The membrane is based on a rigid 380μm-thick substrate where only a 250μm-diameter circle located at its center defines the shape of the free-standing membrane. This configuration acts as a protection crown for the PhC whose sensor performances depend on. The PhC geometry study and optimization are beyond the scope of this work but explained in detail in . This thin free-standing PCS can be fabricated from thin film Lithium Niobate-on-insulator (LNOI) wafers, which are nowadays commercially available thanks to ion slicing techniques . The fabrication of the PCS on the LN suspended membrane has been assessed in a recent work , demonstrating that highly precise and reproducible spectral performances are achievable. However, the existence of an angle θ between the fiber facet and the PhC plane may produce a serious deterioration of the optical performances, strongly increasing the losses, as demonstrated in . Moreover, the macroscopic size of the ferrule makes even more critical the control of the parallelism since bigger airgaps, between the PCS and the fiber, are introduced when θ > 0, as depicted in Fig. 2(a).
This non-parallelism angle can be minimized to negligible levels by replacing the rigid sample holder by a stretchable membrane. Thus, by applying a force, the membrane is bent, reducing the angle error as shown in Fig. 2(b). The applied force may break the 700nm-thick free-standing membrane. However, the rigid Si-substrate gives enough robustness to the chip to keep its integrity during the process. Once a strong force is applied to the stretchable membrane, both surfaces are forced to θ ≈ 0. Then, the epoxy glue can be applied to weld the ferrule and the TFLN which contains the PhC. The applied force on the ferrule towards the chip produces the necessary friction to avoid any displacement of the different elements that can be induced during the epoxy deposition. The epoxy is hardened during 3 hours at room temperature and then the ferrule is pulled back, leading to the assembly sketched in Fig. 2(d). The TFLN is directly in contact with the ferrule surface in order to minimize the air- gap between both surfaces that might lead to Fabry-Perot effect that can deteriorate the spectral performances. As sketched in Fig. 2(d), the chip diameter is slightly higher than the ferrule diameter in order to avoid the epoxy to be deposited on the PhC side. However, issues such as aligning both fiber and PhC centers or ensuring the optimal optical response are not considered in the standalone approach. For this reason, we assist the stretchable membrane approach by an active positioning system as further described.
3. Assembling system
The experimental system which fulfills the mentioned requirements is represented in Fig. 3. The system employs a supercontinuum source which allows a broadband characterization of the transmission spectrum during the assembly. In order to measure the transmitted spectrum, the light is firstly polarized in free space as the photonic crystal structure presents different Fano resonances as function of the incident polarization. Then, the laser is introduced into an inverted microscope which, using an 20x optical objective, injects the light precisely into the PhC structure. The alignment process requires the observation of the laser beam with respect to the PhC surface. For this reason, a VIR/NIS is introduced next to the objective to perform a first coarse alignment. The sample is, as previously described, located on a stretchable membrane.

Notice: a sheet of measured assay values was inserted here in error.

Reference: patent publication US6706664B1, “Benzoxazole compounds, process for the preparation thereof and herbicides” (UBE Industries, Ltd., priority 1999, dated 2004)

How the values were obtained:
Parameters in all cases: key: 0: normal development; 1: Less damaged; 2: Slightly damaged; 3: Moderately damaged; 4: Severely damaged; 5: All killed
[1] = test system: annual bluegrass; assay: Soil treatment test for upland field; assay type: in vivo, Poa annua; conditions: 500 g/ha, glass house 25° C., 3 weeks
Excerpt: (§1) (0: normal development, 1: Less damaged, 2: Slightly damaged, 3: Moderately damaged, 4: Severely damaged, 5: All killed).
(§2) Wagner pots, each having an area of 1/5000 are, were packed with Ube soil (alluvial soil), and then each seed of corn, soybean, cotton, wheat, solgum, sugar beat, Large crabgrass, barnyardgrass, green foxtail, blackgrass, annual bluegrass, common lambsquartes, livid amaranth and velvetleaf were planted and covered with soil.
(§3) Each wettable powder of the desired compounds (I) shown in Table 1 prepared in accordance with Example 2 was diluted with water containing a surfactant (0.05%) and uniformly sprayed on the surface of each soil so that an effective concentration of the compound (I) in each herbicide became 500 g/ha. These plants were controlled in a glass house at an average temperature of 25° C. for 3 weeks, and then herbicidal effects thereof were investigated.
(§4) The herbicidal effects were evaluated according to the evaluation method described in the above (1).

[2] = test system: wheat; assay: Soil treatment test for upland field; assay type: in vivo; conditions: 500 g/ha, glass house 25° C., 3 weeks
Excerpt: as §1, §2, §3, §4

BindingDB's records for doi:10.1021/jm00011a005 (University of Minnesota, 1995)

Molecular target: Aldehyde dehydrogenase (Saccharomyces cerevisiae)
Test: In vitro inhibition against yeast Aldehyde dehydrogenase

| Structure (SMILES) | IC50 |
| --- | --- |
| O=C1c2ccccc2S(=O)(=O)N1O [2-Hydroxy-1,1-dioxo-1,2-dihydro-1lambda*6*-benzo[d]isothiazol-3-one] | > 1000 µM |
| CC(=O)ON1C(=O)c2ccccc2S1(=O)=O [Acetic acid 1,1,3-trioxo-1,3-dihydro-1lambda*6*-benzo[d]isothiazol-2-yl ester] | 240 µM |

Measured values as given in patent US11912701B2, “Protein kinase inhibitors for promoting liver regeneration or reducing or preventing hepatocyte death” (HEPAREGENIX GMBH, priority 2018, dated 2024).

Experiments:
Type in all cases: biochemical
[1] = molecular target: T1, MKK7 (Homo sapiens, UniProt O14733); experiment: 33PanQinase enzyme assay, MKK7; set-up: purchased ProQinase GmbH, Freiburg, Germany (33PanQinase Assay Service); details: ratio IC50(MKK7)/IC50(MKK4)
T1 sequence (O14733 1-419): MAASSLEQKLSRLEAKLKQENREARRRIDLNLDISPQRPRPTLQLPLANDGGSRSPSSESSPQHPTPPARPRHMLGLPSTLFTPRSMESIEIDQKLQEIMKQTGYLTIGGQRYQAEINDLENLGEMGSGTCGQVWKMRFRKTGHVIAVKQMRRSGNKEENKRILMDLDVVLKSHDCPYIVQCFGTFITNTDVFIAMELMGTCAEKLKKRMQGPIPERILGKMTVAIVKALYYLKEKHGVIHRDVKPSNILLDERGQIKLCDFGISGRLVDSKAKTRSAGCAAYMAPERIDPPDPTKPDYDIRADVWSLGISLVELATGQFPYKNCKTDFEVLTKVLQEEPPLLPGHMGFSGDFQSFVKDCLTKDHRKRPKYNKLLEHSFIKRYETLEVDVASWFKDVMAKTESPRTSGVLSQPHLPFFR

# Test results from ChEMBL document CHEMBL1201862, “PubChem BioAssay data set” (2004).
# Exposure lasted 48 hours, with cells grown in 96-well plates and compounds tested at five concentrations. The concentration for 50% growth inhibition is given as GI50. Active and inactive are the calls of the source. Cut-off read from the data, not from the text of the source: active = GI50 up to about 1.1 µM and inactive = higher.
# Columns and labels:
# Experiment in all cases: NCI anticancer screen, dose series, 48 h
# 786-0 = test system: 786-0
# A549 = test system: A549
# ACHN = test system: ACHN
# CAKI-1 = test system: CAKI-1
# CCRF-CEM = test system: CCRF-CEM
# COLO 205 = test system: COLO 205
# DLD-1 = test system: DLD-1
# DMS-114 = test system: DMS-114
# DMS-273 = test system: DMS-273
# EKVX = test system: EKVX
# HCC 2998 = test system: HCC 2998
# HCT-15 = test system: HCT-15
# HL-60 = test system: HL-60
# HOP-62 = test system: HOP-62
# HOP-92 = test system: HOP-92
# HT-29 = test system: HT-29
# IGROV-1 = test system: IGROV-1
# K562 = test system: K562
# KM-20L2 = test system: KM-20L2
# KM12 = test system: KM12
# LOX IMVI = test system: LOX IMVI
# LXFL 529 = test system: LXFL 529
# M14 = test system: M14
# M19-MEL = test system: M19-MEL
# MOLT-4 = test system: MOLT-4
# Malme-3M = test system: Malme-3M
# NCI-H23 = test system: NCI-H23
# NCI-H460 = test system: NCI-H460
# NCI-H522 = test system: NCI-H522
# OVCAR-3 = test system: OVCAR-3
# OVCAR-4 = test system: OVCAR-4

To avoid any perturbation to the microscope observation, the membrane presents a hole at its center. At this point, the ferrule can be approached by employing a 3-axes nano-precision piezoelectric to an approximate distance of 1μm away from the PhC. The ferrule can be firstly aligned by introducing any VIS/NIR light into the fiber, which transmits through the PhC and is captured by the camera. Once aligned, the supercontinuum light is collected by the ferrule and monitored by an Optical Spectrum Analyzer (OSA). The transmission at this distance is shown by the blue curve in Fig. 4(a), which is normalized with respect to the transmitted intensity of the cross polarization
A sub-micrometer precision alignment is performed by optimizing both transmitted power and spectral extinction ratio as a function only of the x and y axes, reducing the degrees of freedom to the translation of x and y. Then, the epoxy is applied with an adjustable pipette. After 1 hour of curing, both trans- mission and reflection spectra are characterized. The resulting transmission spectrum from the assembly, represented by the red curve in Fig. 4(a), reveals that the spectral slope remains above 0.6dB/nm and does not degrade after the assembly. However, a shift of the resonant wavelength of approximately 5 nm is observed between both curves which can be attributed to the correction of the angle θ that changes the light incidence angle into the PhC . In order to obtain the reflection measurement, the supercontinuum source is plugged into the optical circulator. Since the PhC structure is polarization sensitive, the light injected into the ferrule has to be linearly polarized and aligned with the PhC structure. For this reason, a fiber stretching system is installed prior to the optical circulator. A feedback loop for the polarization control can be set by inserting a linear polarization analyzer to the camera, whose axis is aligned with respect to the PhC. The reflection spectrum is represented by the red curve in Fig. 4(b). It can be observed that both curves are complementary.The assembled sensor head is depicted in Fig. 5(a). The photonic chip, the fiber ferrule and the fiber can be clearly distinguished. A SEM picture of the photonic chip, before its assembly onto the ferrule, is shown in Fig. 5(e). As previously described, most of the chip contains the 370μm-thick Si substrate insuring robustness to the sensor head. Despite its circular shape, the chip presents a cut on a side in order to mark the orientation of the PhC and the LN crystallographic axes.